A Thai researcher at the Chulabhorn Research Institute assures consumers that arsenic concentration in Thai rice is only very tiny amount and poses no threat to consumers’ health.
The assurance came in the wake of a recent study by the magazine Consumer Reports finding significant amounts of the toxic element in a variety of US rice products. The US Food and Drug Administration (FDA) has been urged to set a limit on concentrations of arsenic in rice.
The finding sparks concerns over possible negative fallout on Thai rice exports.
Assoc Prof Jutamaad Satayavivad, a lecturer in the Environmental Toxicology, Chulabhorn Research Institute allays concerns over the negative fallout.
The institute has checked and kept records of arsenic contamination in Thai rice for five years and found that arsenic level is only 0.2 milligrammes per kilogramme of rice, ten times lower than the Thai FDA’s safety standard at 2 mg/kg.
Australian and New Zealand safety standards are one milligramme per kilogramme, the scientist said.
As a result, Thai consumers can be confident that Thai rice is safe and there will be no impact on Thai rice exports. Arsenic concentration is found to be highest in rice grown in the US, followed by those in Thailand’s neighbouring countries.
Assoc Prof Juthamas expressed concern, however, that rice from neighbouring countries smuggled into Thailand could be falsely identified as Thai rice and sold in the kingdom as well as being exported to other countries under the name of Thai rice.
“Non-Thai rice [falsely] identified as Thai rice and exported to other countries can tarnish the reputation of Thai rice,” the researcher said. “That is dangerous for Thai rice export markets.”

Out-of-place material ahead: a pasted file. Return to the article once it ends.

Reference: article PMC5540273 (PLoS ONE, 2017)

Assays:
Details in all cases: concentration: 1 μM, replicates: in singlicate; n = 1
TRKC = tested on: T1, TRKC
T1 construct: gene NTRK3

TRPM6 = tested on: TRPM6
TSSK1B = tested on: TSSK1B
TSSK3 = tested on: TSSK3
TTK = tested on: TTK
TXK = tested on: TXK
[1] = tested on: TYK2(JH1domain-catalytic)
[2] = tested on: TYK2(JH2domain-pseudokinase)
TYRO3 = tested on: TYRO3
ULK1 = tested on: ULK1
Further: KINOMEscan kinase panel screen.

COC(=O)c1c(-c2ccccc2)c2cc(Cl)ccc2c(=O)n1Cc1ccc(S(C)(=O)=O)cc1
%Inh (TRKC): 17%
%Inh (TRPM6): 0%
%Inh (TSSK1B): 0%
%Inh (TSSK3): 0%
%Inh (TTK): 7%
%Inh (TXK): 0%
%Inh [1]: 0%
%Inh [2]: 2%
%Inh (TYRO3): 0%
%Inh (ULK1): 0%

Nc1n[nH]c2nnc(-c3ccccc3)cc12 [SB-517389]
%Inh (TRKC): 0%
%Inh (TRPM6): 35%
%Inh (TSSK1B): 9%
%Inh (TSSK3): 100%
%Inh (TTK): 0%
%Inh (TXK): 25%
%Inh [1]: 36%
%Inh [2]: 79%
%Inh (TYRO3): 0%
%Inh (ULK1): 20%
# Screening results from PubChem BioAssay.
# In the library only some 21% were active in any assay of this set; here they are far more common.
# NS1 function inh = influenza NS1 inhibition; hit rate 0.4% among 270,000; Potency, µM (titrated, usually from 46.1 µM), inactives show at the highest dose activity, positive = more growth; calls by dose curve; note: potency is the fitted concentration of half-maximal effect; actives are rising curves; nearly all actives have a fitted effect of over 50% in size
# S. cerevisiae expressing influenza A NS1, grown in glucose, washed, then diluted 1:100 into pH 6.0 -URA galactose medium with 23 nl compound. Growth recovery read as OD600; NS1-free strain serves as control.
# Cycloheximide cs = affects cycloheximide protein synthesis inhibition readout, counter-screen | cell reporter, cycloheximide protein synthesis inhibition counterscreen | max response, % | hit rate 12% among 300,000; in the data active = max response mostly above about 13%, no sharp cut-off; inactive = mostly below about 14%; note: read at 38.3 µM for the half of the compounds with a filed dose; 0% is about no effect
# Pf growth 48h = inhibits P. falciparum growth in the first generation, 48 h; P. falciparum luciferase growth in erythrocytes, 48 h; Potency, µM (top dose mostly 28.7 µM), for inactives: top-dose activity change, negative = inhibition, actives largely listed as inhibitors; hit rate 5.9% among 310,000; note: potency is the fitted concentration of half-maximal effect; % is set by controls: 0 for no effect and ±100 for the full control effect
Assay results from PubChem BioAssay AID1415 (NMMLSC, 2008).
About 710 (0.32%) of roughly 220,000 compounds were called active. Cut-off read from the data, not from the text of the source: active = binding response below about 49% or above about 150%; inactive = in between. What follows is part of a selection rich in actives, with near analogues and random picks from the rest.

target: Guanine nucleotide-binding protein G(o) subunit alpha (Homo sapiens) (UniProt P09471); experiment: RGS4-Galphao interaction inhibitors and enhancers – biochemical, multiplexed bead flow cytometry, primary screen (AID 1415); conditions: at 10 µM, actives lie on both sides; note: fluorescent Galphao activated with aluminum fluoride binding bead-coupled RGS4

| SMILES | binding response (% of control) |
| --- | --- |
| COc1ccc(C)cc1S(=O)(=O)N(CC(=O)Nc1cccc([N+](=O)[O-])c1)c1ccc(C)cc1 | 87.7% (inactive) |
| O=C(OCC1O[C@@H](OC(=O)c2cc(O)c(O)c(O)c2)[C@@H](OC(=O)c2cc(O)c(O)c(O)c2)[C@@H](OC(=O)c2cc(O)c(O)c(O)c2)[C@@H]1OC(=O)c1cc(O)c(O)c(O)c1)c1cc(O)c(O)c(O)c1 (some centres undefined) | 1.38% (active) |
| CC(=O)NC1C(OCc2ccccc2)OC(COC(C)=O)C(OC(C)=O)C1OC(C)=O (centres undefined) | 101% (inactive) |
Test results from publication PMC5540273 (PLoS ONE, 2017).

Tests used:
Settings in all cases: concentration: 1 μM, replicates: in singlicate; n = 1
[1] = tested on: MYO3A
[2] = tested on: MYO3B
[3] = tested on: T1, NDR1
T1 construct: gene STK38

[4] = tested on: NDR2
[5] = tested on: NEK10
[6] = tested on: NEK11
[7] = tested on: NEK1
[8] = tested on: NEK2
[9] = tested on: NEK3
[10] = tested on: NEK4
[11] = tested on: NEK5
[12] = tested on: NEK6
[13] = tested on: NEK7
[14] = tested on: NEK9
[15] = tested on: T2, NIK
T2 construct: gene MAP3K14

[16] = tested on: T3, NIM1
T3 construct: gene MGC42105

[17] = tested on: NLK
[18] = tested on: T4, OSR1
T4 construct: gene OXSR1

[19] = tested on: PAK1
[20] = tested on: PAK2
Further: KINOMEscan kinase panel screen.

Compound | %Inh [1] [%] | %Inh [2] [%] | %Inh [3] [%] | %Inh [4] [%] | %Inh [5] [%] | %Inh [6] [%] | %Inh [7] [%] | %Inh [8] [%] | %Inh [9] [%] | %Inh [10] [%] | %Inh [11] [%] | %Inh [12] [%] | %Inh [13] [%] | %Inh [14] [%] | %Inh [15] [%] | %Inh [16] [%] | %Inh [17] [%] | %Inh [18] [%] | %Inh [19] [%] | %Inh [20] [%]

Arsenic contamination can derive from soil, water, fertiliser and pesticide. Organic rice cultivation produces rice with a low arsenic contamination. However, in Thailand’s biggest fragrant rice growing region in the Northeast, the natural geological contamination of arsenic is low.
Chulabhorn Institute and the Centre of Excellence on Environmental Health and Toxicology are developing a more accurate method of arsenic testing for Thai rice exporters.
However, currently, arsenic test service is available at many laboratories in line with the standard required by importers.
“A plan for the future is controlling arsenic contamination in the country’s rice cultivation areas,” Assoc Prof Jutamaad said.
Arsenic is a metalloid that can be both in organic and inorganic forms. Intake of a large amount of arsenic can cause vomiting, diarrhea, stomachache, muscle spasm and can lead to heart failure.
Continuous intakes of small amount of the toxin can be hazardous to the cardiovascular and nervous systems and can be a carcinogen.